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SWINGING FOR THE FENCES
Rick Reilly
January 29, 1996
SOWETO'S TALENTED YOUNG ATHLETES ARE STRIVING TO EXCEL, BUT THEY ARE HINDERED BY THE LEGACY OF APARTHEID
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January 29, 1996

Swinging For The Fences

SOWETO'S TALENTED YOUNG ATHLETES ARE STRIVING TO EXCEL, BUT THEY ARE HINDERED BY THE LEGACY OF APARTHEID

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Besides, he said, he has dreams: "I want to play for my country."

Something about Hamilton making it has brightened everything. Or maybe that's because it is Friday afternoon in Soweto, and there is a liveliness in the air. There are more adults around. A kid finally has a hand to hold.

"Tomorrow there will be funerals and weddings all over," Percy says happily. "And festivals. You will see 50 of them or more."

Why? "Because people die all week, but their families work for whites, and whites won't let them out to go to a funeral. So we save all our funerals, and our weddings, for the weekend. For each wedding and each funeral, a cow will be slaughtered."

Those tiny sprigs of promise continue to pop up. We hear about an American named William Redd, of Richmond, who has been to Soweto twice. When customs officials inspected his luggage, all they found were rackets and balls. He was a friend of Ashe's and is trying to rebuild the late tennis star's center.

We hear of a South African mobile phone company, MTN, that has pledged 10 million rand to the national tennis program over three years, with an emphasis on developing the game in disadvantaged communities.

We also meet twins in Soweto who have become promising squash players by practicing on a muddy court that is a kindergarten half the day. Better yet, Soweto schools are sending kids by the hundreds to pools to learn to swim. And it seems you can't throw a bucket of birdseed anywhere in the township without hitting the basketball entrepreneur, Gresham.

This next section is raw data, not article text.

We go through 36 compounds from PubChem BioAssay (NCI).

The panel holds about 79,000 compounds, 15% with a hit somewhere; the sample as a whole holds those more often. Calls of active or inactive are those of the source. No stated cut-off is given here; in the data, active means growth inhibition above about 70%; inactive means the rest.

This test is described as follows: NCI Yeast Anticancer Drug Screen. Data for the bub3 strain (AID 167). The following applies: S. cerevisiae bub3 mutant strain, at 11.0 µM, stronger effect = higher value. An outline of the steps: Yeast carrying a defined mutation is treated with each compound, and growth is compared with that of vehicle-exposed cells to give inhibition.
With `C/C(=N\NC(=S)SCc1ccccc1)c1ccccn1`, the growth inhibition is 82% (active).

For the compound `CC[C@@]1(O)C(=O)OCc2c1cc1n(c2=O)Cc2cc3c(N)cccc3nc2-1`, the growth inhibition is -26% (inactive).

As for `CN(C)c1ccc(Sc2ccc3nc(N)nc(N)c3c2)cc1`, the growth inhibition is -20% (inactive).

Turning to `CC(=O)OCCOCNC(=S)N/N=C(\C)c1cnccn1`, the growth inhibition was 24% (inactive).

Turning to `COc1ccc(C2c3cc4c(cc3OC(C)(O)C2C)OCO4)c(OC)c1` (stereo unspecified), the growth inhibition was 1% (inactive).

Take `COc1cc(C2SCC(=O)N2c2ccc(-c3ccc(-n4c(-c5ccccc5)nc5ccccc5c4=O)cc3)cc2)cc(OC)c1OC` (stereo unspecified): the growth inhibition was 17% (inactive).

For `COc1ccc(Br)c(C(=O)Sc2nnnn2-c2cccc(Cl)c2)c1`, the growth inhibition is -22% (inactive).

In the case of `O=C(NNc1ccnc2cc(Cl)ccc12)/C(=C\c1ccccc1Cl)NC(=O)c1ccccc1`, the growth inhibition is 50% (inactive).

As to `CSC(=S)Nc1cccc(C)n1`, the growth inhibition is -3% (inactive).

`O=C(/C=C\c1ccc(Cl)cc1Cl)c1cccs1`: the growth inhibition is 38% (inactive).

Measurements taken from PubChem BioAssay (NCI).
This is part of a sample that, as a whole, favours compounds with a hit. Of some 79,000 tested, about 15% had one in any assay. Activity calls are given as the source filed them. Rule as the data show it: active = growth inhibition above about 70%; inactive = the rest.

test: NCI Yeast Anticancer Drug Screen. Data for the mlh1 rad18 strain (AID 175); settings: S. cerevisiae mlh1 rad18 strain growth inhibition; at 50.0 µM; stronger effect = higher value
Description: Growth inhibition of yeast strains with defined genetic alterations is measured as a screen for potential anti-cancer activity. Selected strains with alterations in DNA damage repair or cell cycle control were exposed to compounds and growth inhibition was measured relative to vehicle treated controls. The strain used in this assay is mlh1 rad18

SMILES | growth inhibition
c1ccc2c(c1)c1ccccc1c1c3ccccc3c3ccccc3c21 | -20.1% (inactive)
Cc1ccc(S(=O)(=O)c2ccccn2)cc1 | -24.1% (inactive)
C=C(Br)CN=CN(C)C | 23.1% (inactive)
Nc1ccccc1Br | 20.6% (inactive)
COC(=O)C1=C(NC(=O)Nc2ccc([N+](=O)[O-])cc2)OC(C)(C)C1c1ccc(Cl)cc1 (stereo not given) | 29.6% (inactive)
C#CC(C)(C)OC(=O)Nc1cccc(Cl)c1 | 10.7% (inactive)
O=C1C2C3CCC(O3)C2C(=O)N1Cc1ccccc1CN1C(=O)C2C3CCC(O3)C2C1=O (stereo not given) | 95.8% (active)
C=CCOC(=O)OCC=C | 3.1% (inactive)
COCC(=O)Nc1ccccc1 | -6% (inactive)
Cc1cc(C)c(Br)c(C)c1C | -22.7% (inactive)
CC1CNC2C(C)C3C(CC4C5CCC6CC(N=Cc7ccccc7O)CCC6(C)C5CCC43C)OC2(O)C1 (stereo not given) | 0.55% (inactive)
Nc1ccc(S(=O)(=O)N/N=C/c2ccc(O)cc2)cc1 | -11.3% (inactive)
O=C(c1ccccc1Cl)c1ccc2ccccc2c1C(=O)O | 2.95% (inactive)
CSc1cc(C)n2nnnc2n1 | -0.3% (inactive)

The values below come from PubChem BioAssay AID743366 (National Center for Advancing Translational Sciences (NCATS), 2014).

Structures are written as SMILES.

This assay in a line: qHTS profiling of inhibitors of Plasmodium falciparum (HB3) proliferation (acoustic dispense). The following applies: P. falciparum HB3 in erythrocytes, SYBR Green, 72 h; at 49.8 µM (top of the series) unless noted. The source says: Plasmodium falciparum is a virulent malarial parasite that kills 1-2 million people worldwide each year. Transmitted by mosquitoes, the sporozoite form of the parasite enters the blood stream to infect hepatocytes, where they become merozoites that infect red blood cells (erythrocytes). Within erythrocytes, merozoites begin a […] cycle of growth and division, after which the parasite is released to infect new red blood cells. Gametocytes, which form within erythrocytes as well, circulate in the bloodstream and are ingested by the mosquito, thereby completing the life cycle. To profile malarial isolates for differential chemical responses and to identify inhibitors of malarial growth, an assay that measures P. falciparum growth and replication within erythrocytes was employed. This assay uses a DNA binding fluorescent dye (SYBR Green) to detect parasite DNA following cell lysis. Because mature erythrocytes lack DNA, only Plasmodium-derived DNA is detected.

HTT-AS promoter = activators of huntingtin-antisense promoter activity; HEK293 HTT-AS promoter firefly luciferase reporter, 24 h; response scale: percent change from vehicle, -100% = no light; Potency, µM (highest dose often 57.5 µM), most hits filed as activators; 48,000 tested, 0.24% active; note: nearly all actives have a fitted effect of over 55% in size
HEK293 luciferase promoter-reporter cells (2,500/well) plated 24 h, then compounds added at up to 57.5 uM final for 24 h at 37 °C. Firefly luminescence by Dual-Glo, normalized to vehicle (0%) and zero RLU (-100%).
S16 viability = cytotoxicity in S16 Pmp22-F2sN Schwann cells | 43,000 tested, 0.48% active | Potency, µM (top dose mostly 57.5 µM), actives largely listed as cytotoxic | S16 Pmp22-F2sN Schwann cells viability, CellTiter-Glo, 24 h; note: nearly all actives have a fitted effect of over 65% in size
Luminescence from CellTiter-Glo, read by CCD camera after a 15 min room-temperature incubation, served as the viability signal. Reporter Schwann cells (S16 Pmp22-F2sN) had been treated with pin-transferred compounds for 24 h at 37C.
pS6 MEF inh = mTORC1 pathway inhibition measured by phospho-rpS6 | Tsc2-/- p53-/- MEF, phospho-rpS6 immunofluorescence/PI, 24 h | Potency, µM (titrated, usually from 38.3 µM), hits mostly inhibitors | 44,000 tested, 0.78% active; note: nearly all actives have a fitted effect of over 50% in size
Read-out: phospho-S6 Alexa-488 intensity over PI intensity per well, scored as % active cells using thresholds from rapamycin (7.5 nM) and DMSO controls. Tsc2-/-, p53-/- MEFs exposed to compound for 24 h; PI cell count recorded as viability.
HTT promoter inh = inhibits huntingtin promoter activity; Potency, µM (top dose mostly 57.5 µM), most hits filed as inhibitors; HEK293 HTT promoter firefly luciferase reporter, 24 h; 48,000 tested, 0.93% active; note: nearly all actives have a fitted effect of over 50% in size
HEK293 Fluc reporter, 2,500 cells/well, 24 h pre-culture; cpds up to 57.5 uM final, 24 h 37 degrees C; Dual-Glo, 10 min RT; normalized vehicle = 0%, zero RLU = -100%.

The change is slow. It is slower than ketchup in a new bottle, but it is starting to flow. How can you doubt it when caddies build a golf course out of roadside rubble, and boxers train to become champions in a broom closet, and cricket-loving doctors start sporting revolutions?

"There was a time," says Hamilton's grade school principal, Thulare Bopape, "when people here did not play sports. It was during the time of protests and uprisings. Our children were preoccupied. The people were preoccupied. Now on Sundays, you walk along and see people playing soccer and cricket and basketball. I think sport is a uniting factor for us, a way to reach out to people of other colors. It can be done through sports. People who play together can learn together."

Driving back to the hotel that night, Percy says, "Let me show you something."

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